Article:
Andy Bockelman: 'At World's End' a great way to end trilogy


Avast, ye mateys! Thar be the film spectacular "Pirates of the Caribbean: At World's End" off the port bow!

With the help of the dubious undead pirate Barbossa (Geoffrey Rush), Will Turner (Orlando Bloom) and Elizabeth Swann (Keira Knightley) search for their comrade Captain Jack Sparrow (Johnny Depp) who is a captive of the infamous Davy Jones' locker.


However, the lengthy expedition leads way to more than rescuing the brain-addled Jack; because of the unique position that he is in, Davy Jones (Bill Nighy) is forced to succumb to the pressure that the East India Trading Company is placing on him to help get rid of all of piratekind.

Jack and company must convene their pirate brethren, headed by the nine pirate lords, two of which are Jack and Barbossa. In order to keep the pirate community alive, all the crews of the world must unite against the armada that the trading company has set up against them.

It seems to be a three-way race between Depp, Rush and Nighy to see who can give the most outlandish and hammed-up performance. Depp wins, of course, but he has to put his all into it to outdo Rush's scurvy rendition of buccaneer Barbossa and Nighy's surprisingly sympathetic portrayal of Jones (whose octopus face, lobster pincers, and crab leg peg leg make for a character that not even a mother could love).

Bloom takes his time getting into the fray, but his action hero instincts eventually kick into high gear. Knightley gives a much stronger performance this time around, managing to be both glamorous and dangerous with a saber.

Much of the rest of the cast play their roles no different than how they did in the previous films (Lee Arenberg and Mackenzie Crook are still effective comic relief as Pintel and Ragetti, two of the biggest swabs aboard the Black Pearl), but Chow Yun-Fat brings some new life to the story as Sao Feng, the pirate lord of Singapore. Keith Richards' highly touted cameo as Jack's father does not hurt either.

Although the movie's story is far from surprising, it still is highly entertaining.

So many franchises fall apart by the third film, but "Pirates" does not come close. Whether it is Jack's newly developed schizophrenia or Barbossa's constant jockeying to take over the crew of the Black Pearl, the movie never loses its engaging edge. "At World's End" is significantly darker than the first two films, and contains so many double crosses among its characters it is easy to forget that the real villain is the treacherous Lord Cutler Beckett (Tom Hollander), who is willing to wipe out piracy by any means necessary.

Like the Tammy Faye makeup that Depp dons to play Jack, "Pirates of the Caribbean: At World's End" will stick with you for quite a while.

'Shrek the Third:' Lout gets royal treatment

Endearing ogre Shrek (voice of Mike Myers) and his companion Princess Fiona (Cameron Diaz) are adjusting to the obligations of the royalty in the fractured fairy tale kingdom of Far, Far Away.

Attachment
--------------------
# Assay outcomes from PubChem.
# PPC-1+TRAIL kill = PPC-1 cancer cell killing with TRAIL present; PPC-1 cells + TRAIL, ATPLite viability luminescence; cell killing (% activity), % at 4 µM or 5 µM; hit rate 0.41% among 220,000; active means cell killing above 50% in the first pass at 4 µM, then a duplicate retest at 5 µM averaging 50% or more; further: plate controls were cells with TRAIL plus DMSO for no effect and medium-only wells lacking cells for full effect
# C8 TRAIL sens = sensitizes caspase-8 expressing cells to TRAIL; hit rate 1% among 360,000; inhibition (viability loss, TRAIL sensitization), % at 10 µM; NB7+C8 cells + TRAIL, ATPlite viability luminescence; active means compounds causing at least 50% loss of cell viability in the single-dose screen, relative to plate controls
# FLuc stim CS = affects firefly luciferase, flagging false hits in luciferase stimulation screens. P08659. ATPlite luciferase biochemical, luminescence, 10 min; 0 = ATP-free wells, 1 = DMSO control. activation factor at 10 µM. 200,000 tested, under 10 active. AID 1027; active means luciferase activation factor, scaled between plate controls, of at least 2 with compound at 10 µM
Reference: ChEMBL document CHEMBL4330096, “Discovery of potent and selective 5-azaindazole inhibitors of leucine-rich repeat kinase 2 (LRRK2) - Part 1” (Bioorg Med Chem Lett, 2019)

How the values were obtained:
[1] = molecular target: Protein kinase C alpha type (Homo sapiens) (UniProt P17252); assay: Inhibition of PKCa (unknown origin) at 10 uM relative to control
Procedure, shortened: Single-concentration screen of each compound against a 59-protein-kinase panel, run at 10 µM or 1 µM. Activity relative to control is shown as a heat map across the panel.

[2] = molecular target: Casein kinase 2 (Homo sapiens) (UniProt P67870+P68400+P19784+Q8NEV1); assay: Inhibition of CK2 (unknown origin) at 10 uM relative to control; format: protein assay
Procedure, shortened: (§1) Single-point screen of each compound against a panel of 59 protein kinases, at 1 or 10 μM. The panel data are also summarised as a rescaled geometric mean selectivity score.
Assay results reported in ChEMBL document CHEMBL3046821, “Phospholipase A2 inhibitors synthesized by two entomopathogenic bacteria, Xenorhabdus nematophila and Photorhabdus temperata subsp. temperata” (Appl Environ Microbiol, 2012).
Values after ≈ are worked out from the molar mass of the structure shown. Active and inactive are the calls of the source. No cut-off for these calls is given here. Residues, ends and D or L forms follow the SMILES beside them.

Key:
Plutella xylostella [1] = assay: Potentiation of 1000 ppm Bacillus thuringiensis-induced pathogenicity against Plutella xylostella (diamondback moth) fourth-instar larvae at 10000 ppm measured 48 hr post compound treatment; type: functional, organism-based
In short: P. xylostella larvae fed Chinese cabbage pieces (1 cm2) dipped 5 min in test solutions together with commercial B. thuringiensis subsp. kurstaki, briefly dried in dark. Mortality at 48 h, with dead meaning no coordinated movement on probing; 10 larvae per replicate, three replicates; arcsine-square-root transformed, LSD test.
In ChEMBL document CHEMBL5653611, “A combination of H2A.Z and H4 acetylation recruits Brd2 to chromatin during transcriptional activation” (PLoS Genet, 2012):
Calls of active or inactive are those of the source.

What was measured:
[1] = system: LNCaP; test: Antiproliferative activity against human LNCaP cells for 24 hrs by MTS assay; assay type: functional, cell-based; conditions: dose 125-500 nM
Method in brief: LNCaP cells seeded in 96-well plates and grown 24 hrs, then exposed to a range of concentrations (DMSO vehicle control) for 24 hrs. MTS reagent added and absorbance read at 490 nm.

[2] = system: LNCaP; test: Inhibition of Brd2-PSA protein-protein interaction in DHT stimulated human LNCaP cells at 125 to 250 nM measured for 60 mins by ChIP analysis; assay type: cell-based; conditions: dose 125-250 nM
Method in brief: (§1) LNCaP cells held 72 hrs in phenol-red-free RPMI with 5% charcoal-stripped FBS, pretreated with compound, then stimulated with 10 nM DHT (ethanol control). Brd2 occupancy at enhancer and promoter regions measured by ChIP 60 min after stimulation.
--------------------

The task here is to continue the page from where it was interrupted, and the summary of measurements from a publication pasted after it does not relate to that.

After a few disastrous instances in which Shrek attempts to fill in for Fiona's ailing father King Harold (John Cleese), he decides that he just cannot cope with this new lifestyle.

Unfortunately, the king's last request is that Shrek take his place permanently. The only other option is for Shrek to find the long lost heir to the throne: Fiona's cousin, Arthur (Justin Timberlake).

So in order to get back to his old life, Shrek embarks on the quest with bickering sidekicks Donkey (Eddie Murphy) and Puss in Boots (Antonio Banderas). At the same time, Prince Charming (Rupert Everett), disgruntled from being made a fool by Shrek, gathers forces among fairy tale villains to take over Far, Far Away.

Myers's distinct brogue brings the perfect personality to Shrek once again, but there are plenty of other talented voices in the cast. Diaz makes she-ogre Fiona sound both gentle and tough.

Murphy is great as chatterbox Donkey, and Banderas is fantastic as the feisty feline Puss in Boots. Timberlake fits the bill as Arthur (or Artie, as he prefers to be called), a high school outcast whom nobody expects to be a great leader. Also in the all-star cast are Julie Andrews, Eric Idle, Amy Poehler, Maya Rudolph and a number of others.

The newest installment of the "Shrek" storyline stands up well against its predecessors.

The original movie was such a surprise hit that the inevitable sequel became the highest grossing animated movie ever made. Fortunately, the high quality that was ever-present in the first two films does not waver in "Shrek the Third," which easily shows up the disastrous "Happily N'Ever After" (released earlier in the year with a somewhat similar story).

Besides being hilarious for all ages (especially the comedy stylings of Donkey and Puss), the characters are very relatable; Shrek is terrified at the prospect of fatherhood (relayed in a nightmare with an ogre baby that vomits more green slime than Linda Blair), Artie is a typical teenager tortured by his schoolmates and unsure of himself, and Fiona must take it upon herself to turn a bevy of prissy princesses into rebel warriors once Prince Charming's forces take over the kingdom.

The best feature of the movie is that the filmmakers acknowledge that the audience of the original movie is now 6 years older, and can appreciate these new developments.

Another positive aspect is that it does not seem likely that the "Shrek" team will taint the series by creating an unnecessary fourth movie, so that will leave audiences and critics alike happily ever after.

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